follow Dictionary.com

Capitol vs. capital? What's the difference?

telecast

[tel-i-kast, -kahst] /ˈtɛl ɪˌkæst, -ˌkɑst/
verb (used with object), verb (used without object), telecast or telecasted, telecasting.
1.
noun
Origin of telecast
1935-1940
1935-40; tele(vision) + (broad)cast
Related forms
telecaster, noun
Dictionary.com Unabridged
Based on the Random House Dictionary, © Random House, Inc. 2015.
Cite This Source
Examples from the Web for telecast
Contemporary Examples
Historical Examples
  • These telecast people must save up every inch of old news-film they ever took.

    The Edge of the Knife Henry Beam Piper
  • What's the dope on this statement that was on telecast a few minutes ago?

    The Cosmic Computer Henry Beam Piper
  • He had time to wonder whether he ought to buzz Karin on the telecast.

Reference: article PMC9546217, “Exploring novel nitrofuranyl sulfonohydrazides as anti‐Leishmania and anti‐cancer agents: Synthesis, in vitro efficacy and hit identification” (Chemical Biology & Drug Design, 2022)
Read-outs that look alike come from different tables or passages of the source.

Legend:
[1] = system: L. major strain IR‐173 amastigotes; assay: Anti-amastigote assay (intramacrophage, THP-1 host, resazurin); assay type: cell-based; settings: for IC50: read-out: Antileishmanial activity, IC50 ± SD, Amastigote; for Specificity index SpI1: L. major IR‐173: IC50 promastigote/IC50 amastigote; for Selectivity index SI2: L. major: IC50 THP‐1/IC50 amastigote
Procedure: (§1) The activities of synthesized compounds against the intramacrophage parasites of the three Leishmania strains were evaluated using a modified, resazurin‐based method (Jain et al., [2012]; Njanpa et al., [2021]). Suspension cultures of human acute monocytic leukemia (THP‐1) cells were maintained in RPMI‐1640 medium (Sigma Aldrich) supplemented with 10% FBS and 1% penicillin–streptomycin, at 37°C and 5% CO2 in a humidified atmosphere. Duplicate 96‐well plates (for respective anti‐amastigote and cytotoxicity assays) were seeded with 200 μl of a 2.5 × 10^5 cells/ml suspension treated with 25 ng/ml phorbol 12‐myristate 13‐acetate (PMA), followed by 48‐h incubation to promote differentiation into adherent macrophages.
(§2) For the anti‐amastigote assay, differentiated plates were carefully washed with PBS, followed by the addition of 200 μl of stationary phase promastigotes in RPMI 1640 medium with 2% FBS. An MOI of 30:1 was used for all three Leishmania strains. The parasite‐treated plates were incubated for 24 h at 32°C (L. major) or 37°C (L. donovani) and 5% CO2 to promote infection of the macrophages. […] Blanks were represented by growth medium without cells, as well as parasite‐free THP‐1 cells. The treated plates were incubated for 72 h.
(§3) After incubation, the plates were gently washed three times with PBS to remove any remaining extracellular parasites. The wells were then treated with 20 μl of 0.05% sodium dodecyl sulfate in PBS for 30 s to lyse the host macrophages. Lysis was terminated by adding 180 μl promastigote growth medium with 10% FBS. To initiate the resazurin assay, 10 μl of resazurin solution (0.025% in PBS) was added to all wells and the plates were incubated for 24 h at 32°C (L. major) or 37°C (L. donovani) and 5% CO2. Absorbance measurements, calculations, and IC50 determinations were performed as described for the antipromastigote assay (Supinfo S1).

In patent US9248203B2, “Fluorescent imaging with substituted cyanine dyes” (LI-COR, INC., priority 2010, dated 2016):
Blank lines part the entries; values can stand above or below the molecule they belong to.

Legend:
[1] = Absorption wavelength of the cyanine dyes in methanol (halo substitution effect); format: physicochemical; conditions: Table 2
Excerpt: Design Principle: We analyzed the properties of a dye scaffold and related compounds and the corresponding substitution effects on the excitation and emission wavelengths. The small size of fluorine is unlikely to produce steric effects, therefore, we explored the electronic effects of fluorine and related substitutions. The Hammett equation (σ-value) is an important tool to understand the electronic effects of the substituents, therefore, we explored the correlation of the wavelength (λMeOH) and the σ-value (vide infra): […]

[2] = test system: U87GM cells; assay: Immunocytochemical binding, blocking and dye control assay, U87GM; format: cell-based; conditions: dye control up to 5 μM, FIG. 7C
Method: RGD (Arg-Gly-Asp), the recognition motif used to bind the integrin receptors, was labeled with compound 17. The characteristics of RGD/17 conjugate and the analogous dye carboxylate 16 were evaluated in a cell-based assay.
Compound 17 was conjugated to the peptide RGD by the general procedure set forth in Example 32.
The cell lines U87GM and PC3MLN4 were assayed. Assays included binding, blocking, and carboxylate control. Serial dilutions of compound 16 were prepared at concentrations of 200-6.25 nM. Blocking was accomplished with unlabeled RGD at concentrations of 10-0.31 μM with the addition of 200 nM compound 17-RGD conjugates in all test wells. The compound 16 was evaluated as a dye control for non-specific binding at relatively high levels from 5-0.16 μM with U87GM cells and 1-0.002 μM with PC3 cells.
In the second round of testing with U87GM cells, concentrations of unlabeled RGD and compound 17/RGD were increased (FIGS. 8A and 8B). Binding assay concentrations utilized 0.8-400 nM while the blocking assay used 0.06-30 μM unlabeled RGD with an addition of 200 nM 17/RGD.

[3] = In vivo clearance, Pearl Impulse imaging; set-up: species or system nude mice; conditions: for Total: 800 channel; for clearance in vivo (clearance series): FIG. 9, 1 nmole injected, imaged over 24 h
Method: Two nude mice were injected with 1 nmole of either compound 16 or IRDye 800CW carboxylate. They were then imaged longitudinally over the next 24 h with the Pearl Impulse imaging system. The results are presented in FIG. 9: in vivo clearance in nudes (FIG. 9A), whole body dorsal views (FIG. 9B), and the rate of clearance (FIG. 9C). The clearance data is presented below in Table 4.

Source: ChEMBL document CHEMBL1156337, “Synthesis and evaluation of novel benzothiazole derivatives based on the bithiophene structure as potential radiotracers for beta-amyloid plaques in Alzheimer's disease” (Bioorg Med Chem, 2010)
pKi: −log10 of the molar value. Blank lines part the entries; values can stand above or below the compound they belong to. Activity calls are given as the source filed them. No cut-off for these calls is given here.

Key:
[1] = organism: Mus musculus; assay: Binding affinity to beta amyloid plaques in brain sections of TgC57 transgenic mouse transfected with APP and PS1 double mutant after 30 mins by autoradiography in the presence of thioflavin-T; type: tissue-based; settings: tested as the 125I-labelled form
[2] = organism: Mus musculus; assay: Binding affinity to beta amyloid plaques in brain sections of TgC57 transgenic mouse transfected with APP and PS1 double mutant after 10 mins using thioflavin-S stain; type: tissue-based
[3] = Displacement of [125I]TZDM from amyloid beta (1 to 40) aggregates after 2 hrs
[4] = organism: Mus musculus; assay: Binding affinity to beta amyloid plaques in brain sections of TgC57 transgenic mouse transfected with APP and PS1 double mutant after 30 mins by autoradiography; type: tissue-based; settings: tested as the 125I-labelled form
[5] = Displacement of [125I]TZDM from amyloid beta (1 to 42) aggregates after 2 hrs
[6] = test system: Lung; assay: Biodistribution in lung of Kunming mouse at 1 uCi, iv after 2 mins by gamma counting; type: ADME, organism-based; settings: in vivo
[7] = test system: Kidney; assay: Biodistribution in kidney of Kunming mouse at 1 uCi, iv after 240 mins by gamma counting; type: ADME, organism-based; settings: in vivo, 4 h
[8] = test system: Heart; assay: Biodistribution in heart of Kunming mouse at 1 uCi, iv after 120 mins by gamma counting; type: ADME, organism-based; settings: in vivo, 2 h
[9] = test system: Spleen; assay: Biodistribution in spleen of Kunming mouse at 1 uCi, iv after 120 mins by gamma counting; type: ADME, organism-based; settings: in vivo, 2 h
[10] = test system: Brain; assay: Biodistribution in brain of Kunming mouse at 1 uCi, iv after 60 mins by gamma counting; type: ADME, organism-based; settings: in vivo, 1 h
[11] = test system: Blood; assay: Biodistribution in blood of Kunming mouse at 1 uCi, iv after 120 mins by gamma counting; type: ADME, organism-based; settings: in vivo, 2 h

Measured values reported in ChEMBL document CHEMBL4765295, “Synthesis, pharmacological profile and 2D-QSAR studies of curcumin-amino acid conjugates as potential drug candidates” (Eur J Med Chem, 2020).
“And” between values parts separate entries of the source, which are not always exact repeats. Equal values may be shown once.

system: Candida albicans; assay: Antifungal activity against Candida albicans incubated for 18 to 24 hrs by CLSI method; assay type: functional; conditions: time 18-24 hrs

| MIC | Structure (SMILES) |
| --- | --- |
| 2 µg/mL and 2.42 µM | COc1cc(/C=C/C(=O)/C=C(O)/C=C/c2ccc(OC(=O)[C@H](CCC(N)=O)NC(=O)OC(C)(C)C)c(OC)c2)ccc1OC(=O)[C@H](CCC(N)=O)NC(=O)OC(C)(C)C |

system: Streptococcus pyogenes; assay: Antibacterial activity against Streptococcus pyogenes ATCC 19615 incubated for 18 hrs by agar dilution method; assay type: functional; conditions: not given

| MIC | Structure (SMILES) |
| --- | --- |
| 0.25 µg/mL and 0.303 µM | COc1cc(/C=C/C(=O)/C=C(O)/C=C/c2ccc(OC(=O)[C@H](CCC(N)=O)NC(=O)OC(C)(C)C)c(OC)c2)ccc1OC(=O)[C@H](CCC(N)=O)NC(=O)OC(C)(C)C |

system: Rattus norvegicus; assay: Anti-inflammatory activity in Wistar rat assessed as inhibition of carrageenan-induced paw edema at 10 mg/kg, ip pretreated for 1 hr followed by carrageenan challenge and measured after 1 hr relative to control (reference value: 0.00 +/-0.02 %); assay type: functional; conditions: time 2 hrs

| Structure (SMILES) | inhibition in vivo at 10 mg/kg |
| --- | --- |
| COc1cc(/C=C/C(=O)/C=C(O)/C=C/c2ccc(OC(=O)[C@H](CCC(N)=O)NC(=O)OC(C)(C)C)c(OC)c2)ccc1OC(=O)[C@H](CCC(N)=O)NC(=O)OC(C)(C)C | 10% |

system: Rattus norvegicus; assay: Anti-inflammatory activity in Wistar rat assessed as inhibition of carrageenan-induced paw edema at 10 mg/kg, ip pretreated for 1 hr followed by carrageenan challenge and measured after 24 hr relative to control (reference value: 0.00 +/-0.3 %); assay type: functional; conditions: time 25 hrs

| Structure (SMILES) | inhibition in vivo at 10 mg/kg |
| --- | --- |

Beyond The Thunder H. B. Hickey
  • "Only by telecast, back Sol-side," she replied, helping herself.

    Uller Uprising Henry Beam Piper, John D. Clark and John F. Carr
  • That would be the telecast station; the administrative buildings were directly below it and around its base.

    The Cosmic Computer Henry Beam Piper
British Dictionary definitions for telecast

telecast

/ˈtɛlɪˌkɑːst/
verb -casts, -casting, -cast, -casted
1.
to broadcast (a programme) by television
noun
2.
a television broadcast
Derived Forms
telecaster, noun
Collins English Dictionary - Complete & Unabridged 2012 Digital Edition
© William Collins Sons & Co. Ltd. 1979, 1986 © HarperCollins
Publishers 1998, 2000, 2003, 2005, 2006, 2007, 2009, 2012
Cite This Source
Word Origin and History for telecast
n.

1937, from tele(vision) + (broad)cast. The verb is recorded from 1940.

Online Etymology Dictionary, © 2010 Douglas Harper
Cite This Source

Word of the Day

Difficulty index for telecast

Some English speakers likely know this word

Word Value for telecast

10
12
Scrabble Words With Friends